CopyBot Chaos In Second Life

Second Life has been witness to a furore of protest over the last day or so, providing an interesting insight into intellectual property issues in a digital world. An in-world script called ‘CopyBot’ was doing the rounds, making it possible for any user to exactly duplicate an item from another’s inventory. Given that a number of people make a (meatspace) living by selling their SL designs, this provoked outcry and protests until developers Linden Labs announced that using CopyBot would be considered a TOS breach. What is most interesting is the diversity of attitudes among residents regarding the situation, as indicated by this comment thread.

One thought on “CopyBot Chaos In Second Life”

  1. As a character inside Second Life I lifted a few examples of pilfered textures off some websites and have kept them around or reference purposes. I am fairly sure this piracy issue will come to bloodlet the creative part of SL in a few months and cause a steady stream of bans. I have discussed the dangers with many people months ago, I was well aware it would be happening and it will be largely impossible to oppose. One of these days the average disgruntled ex player (who had a character banned most likely) will stitch together an easy content siefe and filter out non-transferrable data from his cache and sell or dump it en masse onto Second Life. To Linden Labs the task of checking all files to see whether or not they have been generated using pirated content – and ban whomever introduced these articles. I can see a really unpleasant but strangely aesthetic runaway effect already. However this plays out, a few million dollars of real intellectual property will deflate like the worlds largest souffle.

    So what else do I expect, taking this in account? I can see SL slowly open up. Maybe LL will allow users to buy the server package and run their own seperate SL franchise. IBM is said to be doing that already, in some form. Independents can register a seperate domain, with unique rules (instances?). If that would happen, “non-transferrable” goods would be kept inside the first domain, to avoid them disseminating in non-LL networks. I can see how this would work in practice… the object owned becomes grey in a foreign realm and is marked (for instance) “LL”. Likewise, objects could be marked “mature” or “nonchristian” and wouldnt work in respective realms. The vatican network or Fox VR woudnt appreciate these animated talking vulva’s.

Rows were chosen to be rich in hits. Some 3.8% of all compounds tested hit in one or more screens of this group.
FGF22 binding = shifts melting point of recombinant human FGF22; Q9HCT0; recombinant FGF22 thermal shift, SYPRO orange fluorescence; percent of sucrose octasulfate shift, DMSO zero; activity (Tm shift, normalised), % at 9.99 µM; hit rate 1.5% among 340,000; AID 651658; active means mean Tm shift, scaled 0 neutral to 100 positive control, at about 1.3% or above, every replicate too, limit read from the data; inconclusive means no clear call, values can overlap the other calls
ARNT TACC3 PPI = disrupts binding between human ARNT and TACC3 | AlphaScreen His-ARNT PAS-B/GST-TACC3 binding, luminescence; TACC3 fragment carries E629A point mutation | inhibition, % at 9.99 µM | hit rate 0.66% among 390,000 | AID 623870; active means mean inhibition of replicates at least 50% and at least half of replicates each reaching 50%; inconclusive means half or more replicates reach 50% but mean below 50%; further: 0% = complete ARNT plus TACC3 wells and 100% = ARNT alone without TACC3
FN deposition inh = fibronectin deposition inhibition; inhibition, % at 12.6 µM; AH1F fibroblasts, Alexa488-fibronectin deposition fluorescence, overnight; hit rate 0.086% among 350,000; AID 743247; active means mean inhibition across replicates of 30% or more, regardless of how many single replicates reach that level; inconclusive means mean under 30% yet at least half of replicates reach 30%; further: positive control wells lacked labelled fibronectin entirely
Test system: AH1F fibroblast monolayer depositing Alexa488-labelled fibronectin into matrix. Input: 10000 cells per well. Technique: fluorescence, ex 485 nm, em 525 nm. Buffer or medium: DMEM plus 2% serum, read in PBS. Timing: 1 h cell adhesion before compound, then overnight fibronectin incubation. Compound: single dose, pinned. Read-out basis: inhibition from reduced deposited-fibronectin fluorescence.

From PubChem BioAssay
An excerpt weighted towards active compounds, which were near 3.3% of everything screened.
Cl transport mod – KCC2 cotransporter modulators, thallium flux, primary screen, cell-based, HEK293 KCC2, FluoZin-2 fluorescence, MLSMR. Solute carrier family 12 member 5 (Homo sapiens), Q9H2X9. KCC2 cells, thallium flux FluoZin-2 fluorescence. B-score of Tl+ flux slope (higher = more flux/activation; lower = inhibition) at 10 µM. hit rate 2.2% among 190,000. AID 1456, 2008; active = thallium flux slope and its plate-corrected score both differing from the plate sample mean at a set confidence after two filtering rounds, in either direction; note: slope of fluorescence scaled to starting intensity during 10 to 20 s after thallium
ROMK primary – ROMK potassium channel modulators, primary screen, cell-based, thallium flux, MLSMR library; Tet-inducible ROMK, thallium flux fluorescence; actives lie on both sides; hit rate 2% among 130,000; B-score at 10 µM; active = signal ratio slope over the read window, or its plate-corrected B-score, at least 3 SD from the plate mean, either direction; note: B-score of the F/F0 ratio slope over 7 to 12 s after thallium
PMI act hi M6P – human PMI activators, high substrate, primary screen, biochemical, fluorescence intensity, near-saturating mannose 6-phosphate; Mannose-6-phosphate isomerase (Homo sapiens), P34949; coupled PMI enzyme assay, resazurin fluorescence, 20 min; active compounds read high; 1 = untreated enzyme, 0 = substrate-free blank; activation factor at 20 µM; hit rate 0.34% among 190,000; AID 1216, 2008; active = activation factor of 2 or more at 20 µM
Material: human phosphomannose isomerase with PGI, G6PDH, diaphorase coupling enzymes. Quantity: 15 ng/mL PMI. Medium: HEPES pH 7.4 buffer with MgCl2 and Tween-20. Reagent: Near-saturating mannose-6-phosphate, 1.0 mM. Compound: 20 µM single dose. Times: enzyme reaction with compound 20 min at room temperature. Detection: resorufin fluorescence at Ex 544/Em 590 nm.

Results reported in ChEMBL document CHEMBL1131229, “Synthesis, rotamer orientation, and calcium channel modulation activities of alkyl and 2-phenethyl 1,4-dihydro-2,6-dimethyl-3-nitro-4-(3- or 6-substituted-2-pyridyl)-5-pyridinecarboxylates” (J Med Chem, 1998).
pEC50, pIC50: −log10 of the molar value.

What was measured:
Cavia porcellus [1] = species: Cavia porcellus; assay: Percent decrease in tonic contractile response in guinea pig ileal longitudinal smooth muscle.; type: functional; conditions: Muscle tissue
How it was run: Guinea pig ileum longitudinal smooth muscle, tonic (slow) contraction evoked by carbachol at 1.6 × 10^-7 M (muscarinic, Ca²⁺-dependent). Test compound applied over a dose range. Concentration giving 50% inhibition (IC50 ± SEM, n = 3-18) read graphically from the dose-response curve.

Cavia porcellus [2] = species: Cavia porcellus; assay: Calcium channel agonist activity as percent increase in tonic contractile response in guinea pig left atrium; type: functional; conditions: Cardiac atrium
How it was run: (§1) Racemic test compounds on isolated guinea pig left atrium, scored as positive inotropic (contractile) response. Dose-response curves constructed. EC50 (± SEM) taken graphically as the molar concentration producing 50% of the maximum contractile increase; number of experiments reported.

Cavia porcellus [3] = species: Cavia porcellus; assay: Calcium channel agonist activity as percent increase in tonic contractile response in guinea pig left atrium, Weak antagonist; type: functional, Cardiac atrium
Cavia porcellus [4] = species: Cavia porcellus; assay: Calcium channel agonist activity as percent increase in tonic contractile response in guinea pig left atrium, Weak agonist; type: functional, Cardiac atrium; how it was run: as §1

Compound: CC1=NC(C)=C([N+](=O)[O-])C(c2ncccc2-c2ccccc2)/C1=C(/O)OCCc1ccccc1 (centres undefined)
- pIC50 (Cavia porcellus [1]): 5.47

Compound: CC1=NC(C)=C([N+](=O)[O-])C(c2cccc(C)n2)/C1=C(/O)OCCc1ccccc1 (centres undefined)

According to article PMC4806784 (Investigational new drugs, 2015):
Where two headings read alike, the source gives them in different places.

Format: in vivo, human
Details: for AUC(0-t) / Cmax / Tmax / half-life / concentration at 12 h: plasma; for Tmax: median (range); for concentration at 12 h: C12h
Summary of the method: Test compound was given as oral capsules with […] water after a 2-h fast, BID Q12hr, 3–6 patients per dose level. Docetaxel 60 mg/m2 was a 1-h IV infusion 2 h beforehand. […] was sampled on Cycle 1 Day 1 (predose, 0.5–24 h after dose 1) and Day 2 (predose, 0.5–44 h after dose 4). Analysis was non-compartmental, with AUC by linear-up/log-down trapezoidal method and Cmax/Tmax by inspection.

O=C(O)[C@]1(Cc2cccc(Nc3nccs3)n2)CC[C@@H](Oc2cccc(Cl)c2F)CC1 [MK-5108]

Linden Labs needs to get on the case and start improving the interface and the inventory. Right now both are flawed. Only a really small percentage of people I know cares to even look at SL; less than a few percent of the people I know (maybe one in twenty) actually continues playing.

    If SL survives, and right now there *still* is no reason to assume it won’t, it will become bigger and better. In a few years SL wont run on todays average PC’s. In ten years SL will need something like the fastest DSL connections, octcore processors, those obsidian black hexagonal graphics processors, 32 gig memory and that kind of esoteric stuff. By then you might be able to wear 3D goggles, tacticle gloves to handle in-world objects and power a gesture based interface, a feedback device to walk twitching your leg muscles. I can see an environment with fractal trees, islands with 16 times the surface they have right now at the same price of a regular island right now, 64 times the prim allowance, avatars with 4 times as many attachment points, skin layers and textures well into the 2048X2048 range. Inventories will come with icons that allow you to see and recognize the object, you will be playing using a default 2 monitors if not with a headset.

    But by then copyrighted content in SL will have slowly dived in a terminal S curve, leaving only people that sell sponsored content, items that are hip for only 3 weeks, or items that are somehow resistant to illicit copying.

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